Yesterday millions of Americans celebrated the annual tradition of Mother's Day. Mother's Day is a day in which many children (young and old) take the time out to recognize their mothers for all that they have done for them throughout their lives. Commonly one of a mother's largest roles in their child's life is providing nutrition. Although a child's eating preferences are shaped by many components, numerous studies have proven the large impact parents have on their child's food intake. I think this is a perfect time to take a look at how a mother can provide a positive influence on her children's eating habits.
Let's explore how a mother can have positive influences on their child's nutritional behaviors.
1. Learn what eating healthy really means. It is important that if you don't understand how to eat healthy you consult a registered dietitian. There are a lot of food myths available on television and on the Internet - be careful about the advice you take.
2. Set a good example. Many children develop their eating behaviors by watching how their parents eat. You are the role model.
3. Create a healthy environment. Try to provide an environment that encourages healthy eating habits. Make sure that healthy food options (ie. fruits, whole grains, nuts, etc.) are available in the house. This does not mean that some less healthy options should not be available every once in a while.
4. Make it fun! Get your children involved in the meal preparation process - this could be including them in the grocery shopping, meal planning, or food preparation. There are millions of healthy recipes available online (and hopefully soon through 360fn) that are not only exciting to make, but that also have a fun appearance.
When trying to make your household healthier you should also consider the DO NOTS.
1. Don't be too controlling. You should allow your children to make some food choice on their own. Children who have limited food choices as a young child have more difficulty making healthy food choices as an adult.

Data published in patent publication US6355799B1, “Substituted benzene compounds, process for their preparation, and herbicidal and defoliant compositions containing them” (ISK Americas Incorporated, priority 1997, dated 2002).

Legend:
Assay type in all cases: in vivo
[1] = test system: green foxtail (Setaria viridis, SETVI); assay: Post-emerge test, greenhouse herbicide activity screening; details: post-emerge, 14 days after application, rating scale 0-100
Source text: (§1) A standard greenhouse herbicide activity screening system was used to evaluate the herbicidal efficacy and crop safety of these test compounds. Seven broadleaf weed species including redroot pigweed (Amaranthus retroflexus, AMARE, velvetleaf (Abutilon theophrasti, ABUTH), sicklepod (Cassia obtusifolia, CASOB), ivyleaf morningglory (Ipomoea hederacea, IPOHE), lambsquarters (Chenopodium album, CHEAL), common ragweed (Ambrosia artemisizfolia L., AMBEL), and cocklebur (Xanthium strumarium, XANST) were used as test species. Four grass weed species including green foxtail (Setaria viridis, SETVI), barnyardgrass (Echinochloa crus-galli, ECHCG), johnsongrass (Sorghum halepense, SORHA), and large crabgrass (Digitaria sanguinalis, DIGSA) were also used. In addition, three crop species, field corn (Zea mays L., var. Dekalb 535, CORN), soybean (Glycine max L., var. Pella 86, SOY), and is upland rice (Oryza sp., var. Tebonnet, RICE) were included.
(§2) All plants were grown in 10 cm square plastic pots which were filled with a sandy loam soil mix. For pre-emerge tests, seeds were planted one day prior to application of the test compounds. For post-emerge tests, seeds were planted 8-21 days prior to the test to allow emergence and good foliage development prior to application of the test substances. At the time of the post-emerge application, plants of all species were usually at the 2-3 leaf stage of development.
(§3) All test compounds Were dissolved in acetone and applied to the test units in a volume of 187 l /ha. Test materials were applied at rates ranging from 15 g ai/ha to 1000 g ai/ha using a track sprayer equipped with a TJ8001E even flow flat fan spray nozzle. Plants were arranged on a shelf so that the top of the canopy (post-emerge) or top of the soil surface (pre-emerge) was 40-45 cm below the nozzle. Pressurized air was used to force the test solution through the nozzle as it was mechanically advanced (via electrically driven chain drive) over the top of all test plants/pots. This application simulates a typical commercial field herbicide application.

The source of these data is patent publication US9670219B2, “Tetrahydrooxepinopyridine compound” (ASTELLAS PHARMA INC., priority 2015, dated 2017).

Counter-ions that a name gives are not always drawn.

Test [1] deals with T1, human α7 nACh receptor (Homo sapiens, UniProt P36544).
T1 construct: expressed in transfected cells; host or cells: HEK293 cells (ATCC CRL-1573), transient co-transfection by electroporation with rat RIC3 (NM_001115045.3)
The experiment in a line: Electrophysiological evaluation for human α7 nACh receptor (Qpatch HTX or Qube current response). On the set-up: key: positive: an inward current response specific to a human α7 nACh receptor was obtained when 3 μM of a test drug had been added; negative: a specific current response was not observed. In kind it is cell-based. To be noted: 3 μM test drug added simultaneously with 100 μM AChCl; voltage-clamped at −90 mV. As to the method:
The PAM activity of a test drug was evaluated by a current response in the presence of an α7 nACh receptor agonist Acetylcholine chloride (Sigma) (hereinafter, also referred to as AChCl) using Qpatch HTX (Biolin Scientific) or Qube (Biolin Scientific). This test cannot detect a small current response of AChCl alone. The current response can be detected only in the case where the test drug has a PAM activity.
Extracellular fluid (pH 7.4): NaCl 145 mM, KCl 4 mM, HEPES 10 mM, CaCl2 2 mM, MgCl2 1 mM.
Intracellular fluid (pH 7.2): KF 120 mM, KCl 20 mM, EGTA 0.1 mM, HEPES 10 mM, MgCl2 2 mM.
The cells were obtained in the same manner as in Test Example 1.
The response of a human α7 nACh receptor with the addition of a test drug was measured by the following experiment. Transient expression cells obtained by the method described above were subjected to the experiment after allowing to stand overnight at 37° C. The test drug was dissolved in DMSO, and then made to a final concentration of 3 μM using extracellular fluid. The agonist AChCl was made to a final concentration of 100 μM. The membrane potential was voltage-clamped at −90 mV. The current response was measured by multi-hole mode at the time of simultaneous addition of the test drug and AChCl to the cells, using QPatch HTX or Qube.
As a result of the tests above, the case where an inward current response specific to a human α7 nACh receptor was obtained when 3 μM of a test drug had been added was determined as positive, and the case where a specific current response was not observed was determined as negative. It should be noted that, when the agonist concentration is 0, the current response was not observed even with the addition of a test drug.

2. Don't restrict foods. This recommendation goes alongside the previous recommendation. Some children who are never allowed to eat cookies and other junk foods end up overcompensating on these types of foods later in life. Children need to develop the understanding of balance - they can have a cookie on occasion, but not as a part of every meal.
3. Don't pressure your child to eat. I still remember in kindergarten school when I was punished for not eating beans one day at lunch. To this day I have a large aversion to most beans and choose not to eat them. It is important that children learn to develop their own taste buds and learn the flavors they enjoy.
4. Don't offer rewards for eating habits. One of the largest mistakes parent's make is to offer food and other various activity rewards for eating certain foods. This can have a negative effect on a child's food acceptance.
5. Don't give up! I was an extremely picky eater while I was growing up, so I understand the difficulty many mothers may have with getting their children to eat healthier foods. It took me nearly twenty years to make significant changes, but it did happen. There is always hope!
Happy belated Mother's Day!